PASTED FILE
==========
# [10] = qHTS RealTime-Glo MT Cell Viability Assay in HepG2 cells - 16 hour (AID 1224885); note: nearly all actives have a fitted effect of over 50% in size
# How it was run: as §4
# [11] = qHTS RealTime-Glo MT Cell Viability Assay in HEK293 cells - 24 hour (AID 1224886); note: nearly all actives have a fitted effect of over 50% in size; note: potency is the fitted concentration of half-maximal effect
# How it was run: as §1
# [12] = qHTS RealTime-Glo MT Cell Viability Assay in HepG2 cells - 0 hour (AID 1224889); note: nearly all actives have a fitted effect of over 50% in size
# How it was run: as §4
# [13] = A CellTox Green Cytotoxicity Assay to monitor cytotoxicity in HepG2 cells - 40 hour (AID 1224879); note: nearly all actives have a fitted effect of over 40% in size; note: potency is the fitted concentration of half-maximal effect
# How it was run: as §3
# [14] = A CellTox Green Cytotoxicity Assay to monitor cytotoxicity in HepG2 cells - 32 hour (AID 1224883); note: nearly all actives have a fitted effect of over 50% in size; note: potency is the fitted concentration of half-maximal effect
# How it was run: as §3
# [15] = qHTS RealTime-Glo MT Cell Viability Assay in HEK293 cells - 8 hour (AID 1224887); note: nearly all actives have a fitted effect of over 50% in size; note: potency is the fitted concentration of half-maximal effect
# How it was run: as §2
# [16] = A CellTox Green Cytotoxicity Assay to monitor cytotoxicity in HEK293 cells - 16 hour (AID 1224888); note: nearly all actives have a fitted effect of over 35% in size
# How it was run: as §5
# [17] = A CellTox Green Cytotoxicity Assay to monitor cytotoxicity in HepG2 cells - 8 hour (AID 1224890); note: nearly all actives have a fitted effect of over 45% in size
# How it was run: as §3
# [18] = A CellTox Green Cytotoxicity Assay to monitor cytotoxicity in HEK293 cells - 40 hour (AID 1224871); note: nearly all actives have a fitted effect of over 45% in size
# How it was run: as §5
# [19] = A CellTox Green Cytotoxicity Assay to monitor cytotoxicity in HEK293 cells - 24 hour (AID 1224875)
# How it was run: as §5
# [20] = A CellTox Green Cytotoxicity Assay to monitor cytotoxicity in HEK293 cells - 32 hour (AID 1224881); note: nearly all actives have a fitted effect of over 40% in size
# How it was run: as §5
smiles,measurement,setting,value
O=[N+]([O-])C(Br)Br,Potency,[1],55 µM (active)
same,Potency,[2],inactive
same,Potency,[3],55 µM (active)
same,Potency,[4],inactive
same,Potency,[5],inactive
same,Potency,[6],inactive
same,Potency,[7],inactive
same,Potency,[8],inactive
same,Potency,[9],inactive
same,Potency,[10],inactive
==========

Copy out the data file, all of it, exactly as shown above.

# [10] = qHTS RealTime-Glo MT Cell Viability Assay in HepG2 cells - 16 hour (AID 1224885); note: nearly all actives have a fitted effect of over 50% in size
# How it was run: as §4
# [11] = qHTS RealTime-Glo MT Cell Viability Assay in HEK293 cells - 24 hour (AID 1224886); note: nearly all actives have a fitted effect of over 50% in size; note: potency is the fitted concentration of half-maximal effect
# How it was run: as §1
# [12] = qHTS RealTime-Glo MT Cell Viability Assay in HepG2 cells - 0 hour (AID 1224889); note: nearly all actives have a fitted effect of over 50% in size
# How it was run: as §4
# [13] = A CellTox Green Cytotoxicity Assay to monitor cytotoxicity in HepG2 cells - 40 hour (AID 1224879); note: nearly all actives have a fitted effect of over 40% in size; note: potency is the fitted concentration of half-maximal effect
# How it was run: as §3
# [14] = A CellTox Green Cytotoxicity Assay to monitor cytotoxicity in HepG2 cells - 32 hour (AID 1224883); note: nearly all actives have a fitted effect of over 50% in size; note: potency is the fitted concentration of half-maximal effect
# How it was run: as §3
# [15] = qHTS RealTime-Glo MT Cell Viability Assay in HEK293 cells - 8 hour (AID 1224887); note: nearly all actives have a fitted effect of over 50% in size; note: potency is the fitted concentration of half-maximal effect
# How it was run: as §2
# [16] = A CellTox Green Cytotoxicity Assay to monitor cytotoxicity in HEK293 cells - 16 hour (AID 1224888); note: nearly all actives have a fitted effect of over 35% in size
# How it was run: as §5
# [17] = A CellTox Green Cytotoxicity Assay to monitor cytotoxicity in HepG2 cells - 8 hour (AID 1224890); note: nearly all actives have a fitted effect of over 45% in size
# How it was run: as §3
# [18] = A CellTox Green Cytotoxicity Assay to monitor cytotoxicity in HEK293 cells - 40 hour (AID 1224871); note: nearly all actives have a fitted effect of over 45% in size
# How it was run: as §5
# [19] = A CellTox Green Cytotoxicity Assay to monitor cytotoxicity in HEK293 cells - 24 hour (AID 1224875)
# How it was run: as §5
# [20] = A CellTox Green Cytotoxicity Assay to monitor cytotoxicity in HEK293 cells - 32 hour (AID 1224881); note: nearly all actives have a fitted effect of over 40% in size
# How it was run: as §5
smiles,measurement,setting,value
O=[N+]([O-])C(Br)Br,Potency,[1],55 µM (active)
same,Potency,[2],inactive
same,Potency,[3],55 µM (active)
same,Potency,[4],inactive
same,Potency,[5],inactive
same,Potency,[6],inactive
same,Potency,[7],inactive
same,Potency,[8],inactive
same,Potency,[9],inactive
same,Potency,[10],inactive